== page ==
Interestingly, Dr. Heng said Cambodia Vision’s visit to Kratie Province last year had helped by both providing free eye care to over 3,000 people (including 433 cataract procedures) and increasing awareness of the eye care services available at the hospital. This, in turn, had brought more patients in to see him during the year. On an average month, he now performs about 40–50 cataract surgeries and sees 150–170 patients in the outpatient department.
Providing cataract surgery is just part of the job for Cambodia Vision. The group, which consists entirely of volunteers who pay their own way – from airfares and accommodation through to meals and insurances – has become a well-oiled machine over seven years of operation.
A small contingent always travels ahead of the main team to prepare for the clinics; thoroughly scrubbing down wards vacated by the hospital and setting up equipment. Once the main team arrives there are just a few hours remaining before hundreds of patients descend on the hospital grounds to have their vision and hearing restored. It’s the same every year, such is the need, and the demand for sight.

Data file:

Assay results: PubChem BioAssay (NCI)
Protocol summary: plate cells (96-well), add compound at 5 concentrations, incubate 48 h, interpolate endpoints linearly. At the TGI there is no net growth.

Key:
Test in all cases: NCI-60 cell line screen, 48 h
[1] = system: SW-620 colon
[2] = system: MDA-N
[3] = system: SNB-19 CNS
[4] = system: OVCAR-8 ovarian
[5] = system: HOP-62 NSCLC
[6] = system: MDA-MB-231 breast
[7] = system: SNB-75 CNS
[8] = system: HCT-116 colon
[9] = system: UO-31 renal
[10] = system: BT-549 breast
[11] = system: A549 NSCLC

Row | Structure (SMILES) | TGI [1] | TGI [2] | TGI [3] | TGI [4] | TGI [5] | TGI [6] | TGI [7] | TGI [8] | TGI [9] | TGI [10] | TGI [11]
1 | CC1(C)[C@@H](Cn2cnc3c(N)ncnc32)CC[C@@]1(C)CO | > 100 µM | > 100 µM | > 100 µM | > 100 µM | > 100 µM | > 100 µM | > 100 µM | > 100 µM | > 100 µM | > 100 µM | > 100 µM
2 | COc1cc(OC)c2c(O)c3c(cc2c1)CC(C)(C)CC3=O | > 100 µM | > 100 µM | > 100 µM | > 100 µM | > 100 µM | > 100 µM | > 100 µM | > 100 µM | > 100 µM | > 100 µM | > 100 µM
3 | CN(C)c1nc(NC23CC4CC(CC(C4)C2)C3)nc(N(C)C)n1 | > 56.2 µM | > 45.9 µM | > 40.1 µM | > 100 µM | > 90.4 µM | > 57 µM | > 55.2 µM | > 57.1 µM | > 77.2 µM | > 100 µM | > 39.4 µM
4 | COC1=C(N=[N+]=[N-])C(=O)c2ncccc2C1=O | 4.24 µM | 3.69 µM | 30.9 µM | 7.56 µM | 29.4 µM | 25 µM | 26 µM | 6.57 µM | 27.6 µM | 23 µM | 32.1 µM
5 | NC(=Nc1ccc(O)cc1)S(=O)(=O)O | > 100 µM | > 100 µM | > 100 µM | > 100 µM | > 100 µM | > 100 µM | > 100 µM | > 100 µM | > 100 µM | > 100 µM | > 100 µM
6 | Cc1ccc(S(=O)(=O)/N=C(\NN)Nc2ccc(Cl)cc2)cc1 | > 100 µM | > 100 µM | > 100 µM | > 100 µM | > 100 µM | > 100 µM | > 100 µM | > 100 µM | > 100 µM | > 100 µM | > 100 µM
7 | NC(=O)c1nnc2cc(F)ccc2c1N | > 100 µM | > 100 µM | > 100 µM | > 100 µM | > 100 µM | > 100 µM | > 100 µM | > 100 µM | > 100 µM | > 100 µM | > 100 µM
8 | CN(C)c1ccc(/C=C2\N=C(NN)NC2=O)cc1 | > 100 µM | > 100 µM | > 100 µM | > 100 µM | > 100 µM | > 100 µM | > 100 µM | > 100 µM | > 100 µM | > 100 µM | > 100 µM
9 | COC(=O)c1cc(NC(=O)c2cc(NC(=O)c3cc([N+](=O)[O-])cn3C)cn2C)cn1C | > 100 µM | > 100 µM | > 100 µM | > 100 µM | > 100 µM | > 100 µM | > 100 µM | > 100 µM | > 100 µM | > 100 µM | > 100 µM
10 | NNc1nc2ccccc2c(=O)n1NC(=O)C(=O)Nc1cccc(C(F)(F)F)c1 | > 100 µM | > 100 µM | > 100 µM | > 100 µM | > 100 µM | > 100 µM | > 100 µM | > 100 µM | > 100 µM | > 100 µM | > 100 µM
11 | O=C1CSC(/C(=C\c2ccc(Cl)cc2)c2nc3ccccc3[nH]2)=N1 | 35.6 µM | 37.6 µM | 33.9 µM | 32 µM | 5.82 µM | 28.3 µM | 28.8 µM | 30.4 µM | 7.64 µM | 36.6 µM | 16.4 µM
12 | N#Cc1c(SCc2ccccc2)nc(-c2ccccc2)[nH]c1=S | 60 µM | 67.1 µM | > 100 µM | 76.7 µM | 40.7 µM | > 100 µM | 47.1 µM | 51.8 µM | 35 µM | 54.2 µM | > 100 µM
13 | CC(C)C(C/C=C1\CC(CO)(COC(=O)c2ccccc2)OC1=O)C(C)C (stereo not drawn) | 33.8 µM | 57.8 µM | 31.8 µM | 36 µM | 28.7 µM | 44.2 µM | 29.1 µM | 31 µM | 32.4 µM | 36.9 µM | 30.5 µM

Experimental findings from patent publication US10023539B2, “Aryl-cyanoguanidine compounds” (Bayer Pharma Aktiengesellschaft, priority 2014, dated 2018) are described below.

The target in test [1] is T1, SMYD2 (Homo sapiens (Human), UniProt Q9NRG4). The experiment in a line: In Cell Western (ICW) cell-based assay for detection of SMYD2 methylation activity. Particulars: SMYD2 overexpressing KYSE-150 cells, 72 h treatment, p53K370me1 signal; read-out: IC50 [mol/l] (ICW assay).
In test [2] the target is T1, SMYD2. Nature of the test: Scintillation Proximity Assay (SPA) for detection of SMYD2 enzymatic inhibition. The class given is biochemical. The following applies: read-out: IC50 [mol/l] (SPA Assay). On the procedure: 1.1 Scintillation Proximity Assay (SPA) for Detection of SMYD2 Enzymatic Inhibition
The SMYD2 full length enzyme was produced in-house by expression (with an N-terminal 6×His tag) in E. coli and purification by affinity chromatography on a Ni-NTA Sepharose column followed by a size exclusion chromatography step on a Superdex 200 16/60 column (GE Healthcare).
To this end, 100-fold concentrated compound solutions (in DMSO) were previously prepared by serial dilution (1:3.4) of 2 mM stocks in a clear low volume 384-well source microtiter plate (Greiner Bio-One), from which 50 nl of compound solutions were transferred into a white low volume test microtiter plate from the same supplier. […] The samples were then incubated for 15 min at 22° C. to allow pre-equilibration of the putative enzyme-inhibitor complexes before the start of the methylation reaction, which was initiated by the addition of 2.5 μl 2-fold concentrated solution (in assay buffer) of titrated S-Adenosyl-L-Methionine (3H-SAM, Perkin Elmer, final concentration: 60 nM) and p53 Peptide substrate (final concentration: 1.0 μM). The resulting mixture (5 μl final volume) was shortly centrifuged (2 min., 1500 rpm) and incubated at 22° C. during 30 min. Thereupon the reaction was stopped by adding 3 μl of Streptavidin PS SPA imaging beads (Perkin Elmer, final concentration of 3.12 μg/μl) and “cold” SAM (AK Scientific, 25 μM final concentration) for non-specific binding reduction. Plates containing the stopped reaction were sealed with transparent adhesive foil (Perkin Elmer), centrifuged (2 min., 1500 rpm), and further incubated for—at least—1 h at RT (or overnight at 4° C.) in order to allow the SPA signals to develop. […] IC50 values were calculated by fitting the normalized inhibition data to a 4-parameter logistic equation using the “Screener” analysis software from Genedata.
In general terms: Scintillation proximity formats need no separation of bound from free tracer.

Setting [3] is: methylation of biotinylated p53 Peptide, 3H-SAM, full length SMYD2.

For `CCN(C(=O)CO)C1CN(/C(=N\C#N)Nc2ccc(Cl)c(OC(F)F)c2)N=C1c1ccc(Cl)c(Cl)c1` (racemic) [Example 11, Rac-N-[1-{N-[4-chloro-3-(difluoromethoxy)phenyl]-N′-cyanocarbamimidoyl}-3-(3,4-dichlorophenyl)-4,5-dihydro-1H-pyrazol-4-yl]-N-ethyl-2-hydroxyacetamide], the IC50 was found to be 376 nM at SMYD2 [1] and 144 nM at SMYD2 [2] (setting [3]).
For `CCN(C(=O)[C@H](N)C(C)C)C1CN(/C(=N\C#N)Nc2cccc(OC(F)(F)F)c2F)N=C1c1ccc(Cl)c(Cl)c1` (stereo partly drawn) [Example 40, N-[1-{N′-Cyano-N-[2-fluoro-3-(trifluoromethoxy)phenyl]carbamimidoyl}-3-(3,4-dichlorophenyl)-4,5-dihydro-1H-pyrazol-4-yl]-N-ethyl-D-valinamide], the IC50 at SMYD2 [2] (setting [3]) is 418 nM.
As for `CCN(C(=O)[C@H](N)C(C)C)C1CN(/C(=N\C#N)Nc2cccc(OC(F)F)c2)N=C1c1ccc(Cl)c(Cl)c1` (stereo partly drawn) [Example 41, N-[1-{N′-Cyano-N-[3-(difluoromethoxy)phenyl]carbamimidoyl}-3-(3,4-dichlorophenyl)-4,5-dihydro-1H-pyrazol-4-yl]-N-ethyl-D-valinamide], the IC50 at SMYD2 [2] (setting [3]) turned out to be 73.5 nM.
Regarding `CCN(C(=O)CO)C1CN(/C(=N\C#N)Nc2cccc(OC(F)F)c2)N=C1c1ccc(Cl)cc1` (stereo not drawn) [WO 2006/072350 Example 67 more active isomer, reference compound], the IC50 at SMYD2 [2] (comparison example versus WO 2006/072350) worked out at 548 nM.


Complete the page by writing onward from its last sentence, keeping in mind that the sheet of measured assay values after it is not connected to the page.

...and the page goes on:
Rooms allocated by the hospital are organised into stations so patients can flow through registration on to eye checks, testing and then the dispensary.
Patients who require surgery are seen by the GP before being moved across to the anaesthetics rooms, which as you’d expect, flows on to the surgery. Unless they are from the local area, patients sleep over at the hospital on mats supplied by Cambodia Vision, and the following morning have their eye patches removed, their eyes checked and medications explained. Each patient is given a post-op kit, complete with medications. This year, thanks to a new sponsor, they were also given a bag of rice.
Cataract patients who have to travel far to get home also receive US$5 to pay for the journey. During their stay, lunch and dinner vouchers ensure no-one – neither patient or family member – goes hungry.
Finding Ways to Work
This year, like all years before, the Province’s inconsistent power supply caused havoc. Even before the clinic opened, during the set-up process, a sterilising unit blew up due to the erratic supply.